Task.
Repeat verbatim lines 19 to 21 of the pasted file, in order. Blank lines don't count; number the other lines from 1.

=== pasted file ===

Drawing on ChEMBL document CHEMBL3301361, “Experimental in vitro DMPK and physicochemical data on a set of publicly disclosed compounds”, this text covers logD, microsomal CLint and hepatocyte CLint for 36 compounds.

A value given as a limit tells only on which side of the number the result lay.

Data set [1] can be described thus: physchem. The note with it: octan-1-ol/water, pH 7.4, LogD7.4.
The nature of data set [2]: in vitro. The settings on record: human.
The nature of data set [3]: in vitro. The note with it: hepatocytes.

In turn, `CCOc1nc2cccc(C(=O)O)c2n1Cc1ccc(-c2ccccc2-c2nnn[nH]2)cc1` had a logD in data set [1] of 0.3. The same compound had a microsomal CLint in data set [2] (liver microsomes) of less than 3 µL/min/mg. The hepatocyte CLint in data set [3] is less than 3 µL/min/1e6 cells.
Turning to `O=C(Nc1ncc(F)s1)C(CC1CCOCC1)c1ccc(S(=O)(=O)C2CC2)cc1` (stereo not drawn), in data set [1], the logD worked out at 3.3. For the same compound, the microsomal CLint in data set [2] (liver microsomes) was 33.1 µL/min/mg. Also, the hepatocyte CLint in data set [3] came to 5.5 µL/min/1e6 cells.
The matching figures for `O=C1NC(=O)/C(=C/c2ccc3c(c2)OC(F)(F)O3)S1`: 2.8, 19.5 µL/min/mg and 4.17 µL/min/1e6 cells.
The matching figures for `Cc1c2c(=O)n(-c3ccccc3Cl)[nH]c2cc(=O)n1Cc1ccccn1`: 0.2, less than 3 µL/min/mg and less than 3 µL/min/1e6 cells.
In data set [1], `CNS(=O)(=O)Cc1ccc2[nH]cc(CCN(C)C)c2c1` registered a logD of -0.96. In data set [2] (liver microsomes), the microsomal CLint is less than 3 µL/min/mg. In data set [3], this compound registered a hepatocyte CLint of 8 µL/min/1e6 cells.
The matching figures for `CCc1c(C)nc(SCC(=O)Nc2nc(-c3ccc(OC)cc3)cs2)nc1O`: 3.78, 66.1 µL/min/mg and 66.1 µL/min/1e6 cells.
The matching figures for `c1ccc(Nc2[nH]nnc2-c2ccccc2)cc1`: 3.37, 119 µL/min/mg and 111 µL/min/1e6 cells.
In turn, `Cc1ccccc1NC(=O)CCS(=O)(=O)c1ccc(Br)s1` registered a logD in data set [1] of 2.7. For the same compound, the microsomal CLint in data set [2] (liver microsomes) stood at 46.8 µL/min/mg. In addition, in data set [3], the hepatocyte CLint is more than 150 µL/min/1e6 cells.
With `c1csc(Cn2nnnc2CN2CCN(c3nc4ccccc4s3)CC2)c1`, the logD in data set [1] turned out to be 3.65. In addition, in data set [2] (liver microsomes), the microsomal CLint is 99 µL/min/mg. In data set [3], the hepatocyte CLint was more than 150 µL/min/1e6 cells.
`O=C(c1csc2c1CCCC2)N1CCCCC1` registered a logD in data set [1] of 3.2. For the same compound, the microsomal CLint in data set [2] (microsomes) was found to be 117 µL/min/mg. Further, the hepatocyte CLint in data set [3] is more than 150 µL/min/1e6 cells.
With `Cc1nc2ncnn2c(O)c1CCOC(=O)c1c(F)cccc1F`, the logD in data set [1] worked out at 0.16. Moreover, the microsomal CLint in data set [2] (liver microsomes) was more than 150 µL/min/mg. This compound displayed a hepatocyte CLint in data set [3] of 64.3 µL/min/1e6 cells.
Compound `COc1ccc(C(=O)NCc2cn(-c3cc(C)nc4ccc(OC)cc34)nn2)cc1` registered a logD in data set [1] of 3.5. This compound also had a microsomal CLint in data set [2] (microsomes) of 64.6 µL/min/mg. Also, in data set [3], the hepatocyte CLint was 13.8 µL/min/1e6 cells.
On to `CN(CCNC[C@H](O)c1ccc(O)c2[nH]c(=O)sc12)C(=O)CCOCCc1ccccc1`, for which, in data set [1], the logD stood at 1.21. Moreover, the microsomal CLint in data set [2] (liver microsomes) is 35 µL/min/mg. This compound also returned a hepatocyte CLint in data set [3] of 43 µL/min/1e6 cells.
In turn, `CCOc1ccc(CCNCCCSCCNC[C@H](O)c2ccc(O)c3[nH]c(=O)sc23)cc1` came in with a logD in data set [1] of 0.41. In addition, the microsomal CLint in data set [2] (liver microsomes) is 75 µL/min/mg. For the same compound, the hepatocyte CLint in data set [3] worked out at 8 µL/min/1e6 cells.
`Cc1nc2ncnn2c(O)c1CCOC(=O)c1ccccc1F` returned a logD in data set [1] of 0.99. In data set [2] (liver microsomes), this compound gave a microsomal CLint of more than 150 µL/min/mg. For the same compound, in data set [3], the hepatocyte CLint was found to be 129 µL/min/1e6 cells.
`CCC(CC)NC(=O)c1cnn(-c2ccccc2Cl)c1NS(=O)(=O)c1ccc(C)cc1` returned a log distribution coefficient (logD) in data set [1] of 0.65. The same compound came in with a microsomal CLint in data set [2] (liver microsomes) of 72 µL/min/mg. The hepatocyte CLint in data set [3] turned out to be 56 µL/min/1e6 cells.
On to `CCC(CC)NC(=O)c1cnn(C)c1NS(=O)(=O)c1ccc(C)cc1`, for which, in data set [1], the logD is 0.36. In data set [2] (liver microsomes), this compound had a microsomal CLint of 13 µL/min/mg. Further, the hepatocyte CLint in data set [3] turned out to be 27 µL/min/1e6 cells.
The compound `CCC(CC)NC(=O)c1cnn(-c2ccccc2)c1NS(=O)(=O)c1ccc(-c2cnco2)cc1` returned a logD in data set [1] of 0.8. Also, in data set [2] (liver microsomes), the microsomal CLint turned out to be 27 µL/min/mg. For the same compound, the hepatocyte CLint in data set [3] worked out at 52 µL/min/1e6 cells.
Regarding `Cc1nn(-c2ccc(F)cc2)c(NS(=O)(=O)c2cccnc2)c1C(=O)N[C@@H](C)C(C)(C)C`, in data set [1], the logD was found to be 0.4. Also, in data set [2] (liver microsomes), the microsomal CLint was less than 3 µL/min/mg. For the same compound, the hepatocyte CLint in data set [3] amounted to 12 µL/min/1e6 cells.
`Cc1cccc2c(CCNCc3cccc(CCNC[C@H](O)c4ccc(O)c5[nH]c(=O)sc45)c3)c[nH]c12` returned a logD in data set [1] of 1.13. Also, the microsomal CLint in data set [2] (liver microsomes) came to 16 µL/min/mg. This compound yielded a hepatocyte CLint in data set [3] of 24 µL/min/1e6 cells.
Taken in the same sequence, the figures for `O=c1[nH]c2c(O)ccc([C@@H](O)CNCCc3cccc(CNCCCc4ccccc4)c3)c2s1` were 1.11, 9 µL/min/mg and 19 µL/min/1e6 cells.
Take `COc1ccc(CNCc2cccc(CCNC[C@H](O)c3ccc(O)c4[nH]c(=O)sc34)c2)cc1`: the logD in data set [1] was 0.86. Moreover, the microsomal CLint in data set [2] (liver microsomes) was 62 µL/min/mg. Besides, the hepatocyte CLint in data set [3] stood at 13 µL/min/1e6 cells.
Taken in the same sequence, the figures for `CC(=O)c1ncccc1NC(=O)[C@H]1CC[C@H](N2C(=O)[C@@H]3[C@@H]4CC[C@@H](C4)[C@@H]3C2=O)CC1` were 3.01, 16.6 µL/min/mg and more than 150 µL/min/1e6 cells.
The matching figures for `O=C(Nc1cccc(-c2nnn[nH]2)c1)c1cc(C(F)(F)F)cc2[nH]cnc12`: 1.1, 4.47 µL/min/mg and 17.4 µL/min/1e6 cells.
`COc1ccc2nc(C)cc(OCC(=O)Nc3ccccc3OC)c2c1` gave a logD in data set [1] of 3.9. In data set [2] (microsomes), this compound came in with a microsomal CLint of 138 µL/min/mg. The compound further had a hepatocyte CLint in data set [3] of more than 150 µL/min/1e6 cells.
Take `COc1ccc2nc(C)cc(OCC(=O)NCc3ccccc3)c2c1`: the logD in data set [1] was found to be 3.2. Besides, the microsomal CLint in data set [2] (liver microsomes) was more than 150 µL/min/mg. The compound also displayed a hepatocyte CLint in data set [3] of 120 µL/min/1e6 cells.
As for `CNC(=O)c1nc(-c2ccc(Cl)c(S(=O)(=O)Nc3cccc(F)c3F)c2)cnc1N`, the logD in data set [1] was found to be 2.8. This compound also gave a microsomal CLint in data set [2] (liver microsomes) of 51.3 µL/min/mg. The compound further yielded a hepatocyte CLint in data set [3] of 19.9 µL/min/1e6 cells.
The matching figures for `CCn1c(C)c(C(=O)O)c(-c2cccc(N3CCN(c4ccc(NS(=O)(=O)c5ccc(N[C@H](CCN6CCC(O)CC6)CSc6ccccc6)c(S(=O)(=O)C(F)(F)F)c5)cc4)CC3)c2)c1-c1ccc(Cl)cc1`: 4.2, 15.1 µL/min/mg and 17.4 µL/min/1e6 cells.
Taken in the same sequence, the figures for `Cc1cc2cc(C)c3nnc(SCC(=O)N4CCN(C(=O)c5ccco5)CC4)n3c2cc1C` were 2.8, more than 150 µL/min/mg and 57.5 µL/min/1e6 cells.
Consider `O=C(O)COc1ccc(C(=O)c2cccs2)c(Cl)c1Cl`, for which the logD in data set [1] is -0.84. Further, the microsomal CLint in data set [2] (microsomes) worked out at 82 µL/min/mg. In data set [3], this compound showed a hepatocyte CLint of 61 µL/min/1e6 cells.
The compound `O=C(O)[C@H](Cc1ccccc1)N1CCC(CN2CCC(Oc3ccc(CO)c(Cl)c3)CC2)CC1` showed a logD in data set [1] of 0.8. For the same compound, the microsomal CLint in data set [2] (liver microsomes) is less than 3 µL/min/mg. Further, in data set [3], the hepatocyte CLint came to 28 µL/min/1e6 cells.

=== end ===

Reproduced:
In turn, `CCOc1ccc(CCNCCCSCCNC[C@H](O)c2ccc(O)c3[nH]c(=O)sc23)cc1` came in with a logD in data set [1] of 0.41. In addition, the microsomal CLint in data set [2] (liver microsomes) is 75 µL/min/mg. For the same compound, the hepatocyte CLint in data set [3] worked out at 8 µL/min/1e6 cells.
`Cc1nc2ncnn2c(O)c1CCOC(=O)c1ccccc1F` returned a logD in data set [1] of 0.99. In data set [2] (liver microsomes), this compound gave a microsomal CLint of more than 150 µL/min/mg. For the same compound, in data set [3], the hepatocyte CLint was found to be 129 µL/min/1e6 cells.
`CCC(CC)NC(=O)c1cnn(-c2ccccc2Cl)c1NS(=O)(=O)c1ccc(C)cc1` returned a log distribution coefficient (logD) in data set [1] of 0.65. The same compound came in with a microsomal CLint in data set [2] (liver microsomes) of 72 µL/min/mg. The hepatocyte CLint in data set [3] turned out to be 56 µL/min/1e6 cells.